ones

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See also: -ones and one's

English[edit]

Pronunciation[edit]

  • IPA(key): /wʌnz/
  • (file)

Noun[edit]

ones

  1. plural of one

ones pl (plural only)

  1. (sports) A senior or first team (as opposed to a reserves team).
  2. (Britain, prison slang) The cells located on the ground floor.
    Coordinate terms: twos, threes, fours, fives

Pronoun[edit]

ones

  1. plural of one
  2. Obsolete form of one's.
    • 1599, [Thomas] Nashe, Nashes Lenten Stuffe, [], London: [] [Thomas Judson and Valentine Simmes] for N[icholas] L[ing] and C[uthbert] B[urby] [], OCLC 228714942, page 8:
      Omnium rerum viciſſitudo eſt, ones falling, is anothers riſing, []
    • 1648, A VVay unto True Christian Unitie: The Worship of God in Spirit and in Truth: [], London: [] John Legatt, [], page 43:
      Not to leane unto ones own underſtanding: but in all ones wayes to acknowledge the Lord, and he will direct ones paths. Not to be wiſe in ones own eyes: but to feare the Lord, and to depart from evill. To bridle ones tongue: []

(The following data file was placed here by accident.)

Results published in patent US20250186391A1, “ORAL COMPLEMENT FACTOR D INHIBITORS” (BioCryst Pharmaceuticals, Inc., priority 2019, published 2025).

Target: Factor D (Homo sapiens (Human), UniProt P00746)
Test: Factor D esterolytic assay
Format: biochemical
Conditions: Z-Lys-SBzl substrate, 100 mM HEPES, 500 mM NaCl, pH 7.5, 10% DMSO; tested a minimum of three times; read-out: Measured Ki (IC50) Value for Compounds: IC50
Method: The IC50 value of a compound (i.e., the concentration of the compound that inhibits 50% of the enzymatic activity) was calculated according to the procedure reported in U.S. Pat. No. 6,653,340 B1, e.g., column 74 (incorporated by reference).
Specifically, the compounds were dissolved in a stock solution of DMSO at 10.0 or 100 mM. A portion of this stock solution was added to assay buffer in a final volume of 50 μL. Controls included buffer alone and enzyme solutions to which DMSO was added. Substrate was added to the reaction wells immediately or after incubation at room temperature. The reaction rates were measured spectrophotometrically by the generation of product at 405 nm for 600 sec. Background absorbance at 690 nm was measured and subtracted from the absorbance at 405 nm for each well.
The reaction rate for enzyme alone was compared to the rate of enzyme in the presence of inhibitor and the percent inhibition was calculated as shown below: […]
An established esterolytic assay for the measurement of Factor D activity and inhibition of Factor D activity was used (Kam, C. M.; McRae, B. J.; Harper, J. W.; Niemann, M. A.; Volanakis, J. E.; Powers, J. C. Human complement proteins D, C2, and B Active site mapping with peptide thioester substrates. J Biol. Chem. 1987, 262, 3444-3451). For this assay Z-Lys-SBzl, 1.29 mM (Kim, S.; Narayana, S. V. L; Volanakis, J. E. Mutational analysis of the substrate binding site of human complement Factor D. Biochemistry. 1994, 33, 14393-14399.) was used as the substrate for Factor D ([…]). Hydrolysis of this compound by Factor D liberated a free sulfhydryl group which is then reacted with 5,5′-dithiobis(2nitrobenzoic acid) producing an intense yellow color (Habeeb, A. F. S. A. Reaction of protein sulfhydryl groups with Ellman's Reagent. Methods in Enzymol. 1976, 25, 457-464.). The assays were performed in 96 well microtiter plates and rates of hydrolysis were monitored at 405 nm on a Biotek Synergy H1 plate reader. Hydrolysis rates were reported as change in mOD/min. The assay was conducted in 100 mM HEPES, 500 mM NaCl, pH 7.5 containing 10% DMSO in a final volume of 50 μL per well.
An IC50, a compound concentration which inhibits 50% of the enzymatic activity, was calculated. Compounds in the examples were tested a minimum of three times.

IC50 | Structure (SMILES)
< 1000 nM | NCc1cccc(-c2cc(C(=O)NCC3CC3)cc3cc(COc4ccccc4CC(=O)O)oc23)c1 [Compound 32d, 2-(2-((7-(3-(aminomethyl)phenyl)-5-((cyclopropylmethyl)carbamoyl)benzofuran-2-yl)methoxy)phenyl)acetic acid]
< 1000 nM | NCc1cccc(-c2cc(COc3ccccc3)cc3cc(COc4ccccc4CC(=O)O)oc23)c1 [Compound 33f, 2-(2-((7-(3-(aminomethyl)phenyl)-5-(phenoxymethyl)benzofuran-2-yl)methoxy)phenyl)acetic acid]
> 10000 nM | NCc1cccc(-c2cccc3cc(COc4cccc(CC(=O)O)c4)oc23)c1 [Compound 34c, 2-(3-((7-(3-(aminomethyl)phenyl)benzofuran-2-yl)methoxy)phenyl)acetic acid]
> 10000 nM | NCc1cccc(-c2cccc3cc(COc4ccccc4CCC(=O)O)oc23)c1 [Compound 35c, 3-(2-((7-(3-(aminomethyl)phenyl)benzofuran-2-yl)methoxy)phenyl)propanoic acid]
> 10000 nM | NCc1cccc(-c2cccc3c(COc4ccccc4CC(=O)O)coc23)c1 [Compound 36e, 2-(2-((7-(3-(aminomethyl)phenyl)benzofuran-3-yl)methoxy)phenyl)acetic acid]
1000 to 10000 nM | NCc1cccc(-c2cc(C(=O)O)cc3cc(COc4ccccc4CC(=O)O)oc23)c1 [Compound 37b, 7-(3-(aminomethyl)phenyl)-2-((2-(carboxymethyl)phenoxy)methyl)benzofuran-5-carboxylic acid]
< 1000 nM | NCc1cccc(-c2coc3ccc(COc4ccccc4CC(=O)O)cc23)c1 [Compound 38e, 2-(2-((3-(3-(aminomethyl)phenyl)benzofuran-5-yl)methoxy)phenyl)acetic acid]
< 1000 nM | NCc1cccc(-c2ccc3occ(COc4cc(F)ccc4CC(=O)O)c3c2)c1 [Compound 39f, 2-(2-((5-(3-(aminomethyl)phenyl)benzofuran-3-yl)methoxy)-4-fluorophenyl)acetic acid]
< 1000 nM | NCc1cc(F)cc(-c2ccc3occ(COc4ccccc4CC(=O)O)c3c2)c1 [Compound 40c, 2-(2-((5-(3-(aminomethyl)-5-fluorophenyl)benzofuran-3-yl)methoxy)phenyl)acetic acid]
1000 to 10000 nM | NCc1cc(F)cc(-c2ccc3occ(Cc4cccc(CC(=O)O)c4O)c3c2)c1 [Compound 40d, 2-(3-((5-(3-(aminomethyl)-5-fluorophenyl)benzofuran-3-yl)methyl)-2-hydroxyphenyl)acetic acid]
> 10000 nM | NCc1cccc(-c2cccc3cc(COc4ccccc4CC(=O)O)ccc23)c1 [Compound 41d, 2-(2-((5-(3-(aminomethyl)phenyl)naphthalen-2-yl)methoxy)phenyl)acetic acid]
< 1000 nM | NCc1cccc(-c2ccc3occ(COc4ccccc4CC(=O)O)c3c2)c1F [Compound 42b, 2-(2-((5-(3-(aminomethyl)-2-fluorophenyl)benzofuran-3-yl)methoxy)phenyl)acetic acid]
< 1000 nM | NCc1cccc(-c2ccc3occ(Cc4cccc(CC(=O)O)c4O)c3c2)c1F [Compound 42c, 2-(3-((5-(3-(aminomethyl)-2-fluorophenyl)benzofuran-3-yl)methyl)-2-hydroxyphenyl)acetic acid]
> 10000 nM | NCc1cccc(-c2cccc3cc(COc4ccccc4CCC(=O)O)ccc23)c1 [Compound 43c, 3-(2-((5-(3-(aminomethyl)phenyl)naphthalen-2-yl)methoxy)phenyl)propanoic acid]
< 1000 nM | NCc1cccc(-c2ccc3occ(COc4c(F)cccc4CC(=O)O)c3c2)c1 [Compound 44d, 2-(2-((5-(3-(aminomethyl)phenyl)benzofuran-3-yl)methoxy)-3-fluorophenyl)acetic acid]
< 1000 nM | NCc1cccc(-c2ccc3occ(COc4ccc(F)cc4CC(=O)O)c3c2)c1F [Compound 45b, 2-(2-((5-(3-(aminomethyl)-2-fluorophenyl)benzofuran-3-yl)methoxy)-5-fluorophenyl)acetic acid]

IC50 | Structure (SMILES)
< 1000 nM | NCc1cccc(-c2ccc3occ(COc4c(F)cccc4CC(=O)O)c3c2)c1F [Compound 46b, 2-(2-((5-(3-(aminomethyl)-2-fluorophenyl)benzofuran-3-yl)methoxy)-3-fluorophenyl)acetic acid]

• a. 1700, William Temple, “Heads, Designed for an Essay on Conversation”, in Miscellanea. The Third Part. [...], London: [] Jonathan Swift, [] Benjamin Tooke, [], published 1701, OCLC 23640974, page 327:
      Pride and Roughneſs may turn ones Humour, but Flattery turns ones Stomach.

Anagrams[edit]


Catalan[edit]

Noun[edit]

ones

  1. plural of ona

Middle English[edit]

Alternative forms[edit]

Etymology[edit]

From Old English ānes (once), from ān (one).

Adverb[edit]

Middle English numbers (edit)
1
    Cardinal: oon
    Ordinal: first
    Adverbial: ones
    Multiplier: sengle
    Distributive: single

ones

  1. once

Descendants[edit]

  • English: once
  • Scots: ance, wance

References[edit]


Volapük[edit]

Pronoun[edit]

ones

  1. dative plural of on